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#13 David Sweetman

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Posted 05 June 2006 - 03:33 AM

This is why I'm teaching a few of my good buddies who are interested how to use all the equipment. With some luck, we'll keep on working together and I can bypass a lot of this process.
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#14 Rik Andino

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Posted 05 June 2006 - 05:09 PM

Something about this business draws the crazies from the wood-work.............


You can say that again...

Think about (trying not to offend anybody)
Most of the people in this industry can't compently work anywhere else...
If they could they would've gotten a better job already.

So what our industry is comprised of is many egoist who wanted to be artist
But had to become filmmakers...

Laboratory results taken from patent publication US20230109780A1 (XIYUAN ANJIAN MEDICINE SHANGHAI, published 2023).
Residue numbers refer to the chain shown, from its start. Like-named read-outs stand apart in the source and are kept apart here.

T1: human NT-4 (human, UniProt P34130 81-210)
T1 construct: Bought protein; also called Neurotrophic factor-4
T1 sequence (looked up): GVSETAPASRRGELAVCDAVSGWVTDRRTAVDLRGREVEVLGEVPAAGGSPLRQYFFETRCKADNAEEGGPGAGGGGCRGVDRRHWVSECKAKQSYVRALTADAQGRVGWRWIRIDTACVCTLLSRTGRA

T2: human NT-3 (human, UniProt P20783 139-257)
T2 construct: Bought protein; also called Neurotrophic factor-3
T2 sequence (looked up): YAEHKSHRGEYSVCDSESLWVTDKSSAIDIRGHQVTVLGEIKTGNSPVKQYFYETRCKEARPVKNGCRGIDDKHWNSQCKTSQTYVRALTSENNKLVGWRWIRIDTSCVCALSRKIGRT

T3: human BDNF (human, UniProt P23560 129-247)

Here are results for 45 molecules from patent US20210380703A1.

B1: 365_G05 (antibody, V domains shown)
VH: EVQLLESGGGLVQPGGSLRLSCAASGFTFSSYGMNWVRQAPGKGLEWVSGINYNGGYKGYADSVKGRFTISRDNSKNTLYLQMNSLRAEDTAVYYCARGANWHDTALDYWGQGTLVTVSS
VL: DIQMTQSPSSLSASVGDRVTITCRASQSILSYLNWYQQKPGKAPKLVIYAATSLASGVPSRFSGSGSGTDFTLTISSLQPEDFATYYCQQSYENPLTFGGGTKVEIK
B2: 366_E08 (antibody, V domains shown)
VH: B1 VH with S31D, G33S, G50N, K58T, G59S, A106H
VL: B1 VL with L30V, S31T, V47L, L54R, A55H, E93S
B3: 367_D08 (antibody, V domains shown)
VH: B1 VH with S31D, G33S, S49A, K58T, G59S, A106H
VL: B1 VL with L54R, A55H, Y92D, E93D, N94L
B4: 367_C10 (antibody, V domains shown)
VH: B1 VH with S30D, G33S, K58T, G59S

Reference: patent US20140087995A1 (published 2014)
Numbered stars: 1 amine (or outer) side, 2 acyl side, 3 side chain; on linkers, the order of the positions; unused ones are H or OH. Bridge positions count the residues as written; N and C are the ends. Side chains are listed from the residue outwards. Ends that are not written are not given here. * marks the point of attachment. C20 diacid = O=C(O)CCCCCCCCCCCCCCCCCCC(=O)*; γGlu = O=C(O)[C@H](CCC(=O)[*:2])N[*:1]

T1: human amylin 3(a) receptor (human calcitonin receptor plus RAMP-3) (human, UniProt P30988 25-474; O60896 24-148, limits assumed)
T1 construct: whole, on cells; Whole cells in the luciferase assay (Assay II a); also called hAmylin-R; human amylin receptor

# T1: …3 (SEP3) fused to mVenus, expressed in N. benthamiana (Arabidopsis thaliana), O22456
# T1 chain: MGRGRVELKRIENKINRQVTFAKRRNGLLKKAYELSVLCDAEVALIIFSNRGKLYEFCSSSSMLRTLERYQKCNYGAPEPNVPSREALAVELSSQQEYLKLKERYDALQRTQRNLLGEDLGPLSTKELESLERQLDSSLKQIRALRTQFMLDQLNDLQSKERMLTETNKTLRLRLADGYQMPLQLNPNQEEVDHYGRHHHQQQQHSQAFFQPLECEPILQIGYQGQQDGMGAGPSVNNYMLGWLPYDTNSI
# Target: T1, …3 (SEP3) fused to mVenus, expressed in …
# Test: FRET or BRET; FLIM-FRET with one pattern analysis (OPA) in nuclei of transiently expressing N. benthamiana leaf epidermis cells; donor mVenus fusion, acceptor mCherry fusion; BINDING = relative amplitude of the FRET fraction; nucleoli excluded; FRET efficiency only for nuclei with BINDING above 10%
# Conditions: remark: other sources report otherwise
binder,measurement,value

So a bunch of egoist working a collaborative job that requires people to have little ego to succeed.
yeap definitely we're all mostly crazy.

:)
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#15 Adam Frisch FSF

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Posted 05 June 2006 - 06:33 PM

I'm not sure I agree. My experience of crews worldwide, is that they're hard working, friendly, knowledegable and take pride in their work. I can count the a-holes I've met on two fingers, I think.

I can't recall it ever was like that even when I was starting out (where perhaps hormones ran a bit higher, so to speak), but the thruth is you do not last in this business unless you can behave yourself. Some DP's are hard work and can be difficult, but they turn out great work so people kind of support their tirades or churlishness. At least for a while. But if they continue, they won't have a career that lasts to the end. Or if it does, it's on jobs below their potential.

That said, I'm sorry to hear that Richard has had the unfortune of coming across a certified nut.
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#16 beanpat